Teen Dating Violence: Red flags and how to get help

ROANOKE (WSLS)– February is Teen Dating Violence Prevention and Awareness month as designated by Congress. It’s a time to talk to our kids and teens about what a healthy relationship looks like and when they’re not being treated right.

Teen Dating Violence is a topic that doesn’t come up often, until it’s sometimes too late. Experts say only one in four parents talk to their children about domestic violence, a statistic Congress and local advocates are looking to change.

Technology is one of the biggest factors that has changed over the years. Before, teens in unhealthy relationships were only subjected to abuse while at school or hanging out in person. Now, the constant communication that cell phones and text messaging provides, makes abuse in unhealthy relationships even more constant and difficult to escape from.

This year alone, more than 1.5 million high school students will experience physical or verbal abuse by the person they’re dating. Girls between the ages of 16 and 24 are even more vulnerable, they’re three times more likely than the rest of the population to be abused by an intimate partner.

In 2010, Virginia was given an “F” grade by Break The Cycle for its laws on protective orders. Back then, laws excluded people who were in dating relationships from accessing protective orders. Over the past few years, the state has vastly improved its laws. Protective orders have expanded to cover teens in relationships, same sex couples and even animals that have been abused. But Sarah Higginbotham, the coordinator for the VOICE (Violence Can End) Program, says there’s still a long way to go when it comes to teens and the law.

“The issue is, if they’re under 18, they’re still going to need an adult to go in and assist them,” says Higginbotham. “That can create a gap for us, so we still need to work on our laws.”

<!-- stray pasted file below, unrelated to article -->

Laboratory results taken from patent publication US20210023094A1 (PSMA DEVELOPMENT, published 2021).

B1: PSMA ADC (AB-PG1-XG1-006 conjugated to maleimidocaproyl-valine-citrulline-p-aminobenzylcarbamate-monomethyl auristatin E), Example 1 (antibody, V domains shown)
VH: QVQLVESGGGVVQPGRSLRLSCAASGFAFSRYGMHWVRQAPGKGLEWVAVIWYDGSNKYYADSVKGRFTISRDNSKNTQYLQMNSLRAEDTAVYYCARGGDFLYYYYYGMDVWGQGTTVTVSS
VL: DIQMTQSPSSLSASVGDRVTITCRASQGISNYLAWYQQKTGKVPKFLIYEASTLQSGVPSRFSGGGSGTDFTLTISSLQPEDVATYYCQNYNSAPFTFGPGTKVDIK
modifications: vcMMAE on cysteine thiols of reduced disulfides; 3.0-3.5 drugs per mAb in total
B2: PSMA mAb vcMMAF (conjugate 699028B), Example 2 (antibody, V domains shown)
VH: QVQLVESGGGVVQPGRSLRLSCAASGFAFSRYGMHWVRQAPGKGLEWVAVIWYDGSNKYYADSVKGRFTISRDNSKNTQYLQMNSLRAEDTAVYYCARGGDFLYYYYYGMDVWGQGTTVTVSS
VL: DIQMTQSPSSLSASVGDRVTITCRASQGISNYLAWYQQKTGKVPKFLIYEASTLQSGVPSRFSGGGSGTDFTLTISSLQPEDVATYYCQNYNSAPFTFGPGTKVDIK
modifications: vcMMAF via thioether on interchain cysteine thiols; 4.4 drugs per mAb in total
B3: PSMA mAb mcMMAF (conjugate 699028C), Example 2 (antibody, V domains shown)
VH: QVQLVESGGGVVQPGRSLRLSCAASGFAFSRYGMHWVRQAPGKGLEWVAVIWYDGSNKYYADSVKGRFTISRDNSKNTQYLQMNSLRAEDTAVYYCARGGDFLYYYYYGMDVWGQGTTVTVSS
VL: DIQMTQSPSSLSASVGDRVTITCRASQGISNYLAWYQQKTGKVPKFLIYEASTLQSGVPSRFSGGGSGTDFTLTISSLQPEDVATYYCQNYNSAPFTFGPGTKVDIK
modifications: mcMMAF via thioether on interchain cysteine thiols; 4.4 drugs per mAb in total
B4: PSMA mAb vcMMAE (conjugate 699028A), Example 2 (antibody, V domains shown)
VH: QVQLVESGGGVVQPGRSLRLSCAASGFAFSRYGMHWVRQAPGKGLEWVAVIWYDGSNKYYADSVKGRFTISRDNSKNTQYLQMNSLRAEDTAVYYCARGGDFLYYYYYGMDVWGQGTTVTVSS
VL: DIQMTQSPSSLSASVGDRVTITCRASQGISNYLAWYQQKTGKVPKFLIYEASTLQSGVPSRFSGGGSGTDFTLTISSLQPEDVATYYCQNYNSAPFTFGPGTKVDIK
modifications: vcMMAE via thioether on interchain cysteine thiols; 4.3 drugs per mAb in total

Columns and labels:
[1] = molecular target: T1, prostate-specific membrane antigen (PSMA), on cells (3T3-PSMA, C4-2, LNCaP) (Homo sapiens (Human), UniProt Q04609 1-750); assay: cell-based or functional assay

She says another key factor in abusive relationships is the inability to talk about it. Higginbotham says a lot of parents don’t know what to say to their children or feel uncomfortable bringing it up.

Teens often confuse emotional abuse and jealousy with love. Here are some red flags to look out for if you think someone is being abused:
A change in behavior, especially moodiness or sadness
Distance and isolation
More time spent alone and less with friends and family
Lying

“I would tell them to listen to their gut. Your gut doesn’t lie,” says Higgenbotham. “We have very strong intuitions. If it doesn’t feel right, it’s probably not right. Love really shouldn’t hurt, it should be healthy and respectful. If you question it, talk to somebody you trust and feel comfortable with. Know that you deserve to be respected and deserve the right treatment and right love.”

There are many resources you can turn to if you believe that you or someone you know is in an unhealthy relationship.
The VOICE (Violence Can End) Program through Jefferson College of Health Sciences has a lot of online resources
Sexual Assault Response and Awareness, Inc., or SARA has a 24-hour hotline at (540)981-9352
Total Action for Progress also has a domestic violence service center and 24-hour confidential number at (540)580-0775
The National Domestic Violence Hotline is also available 24-hours a day at 1-800-799-SAFE

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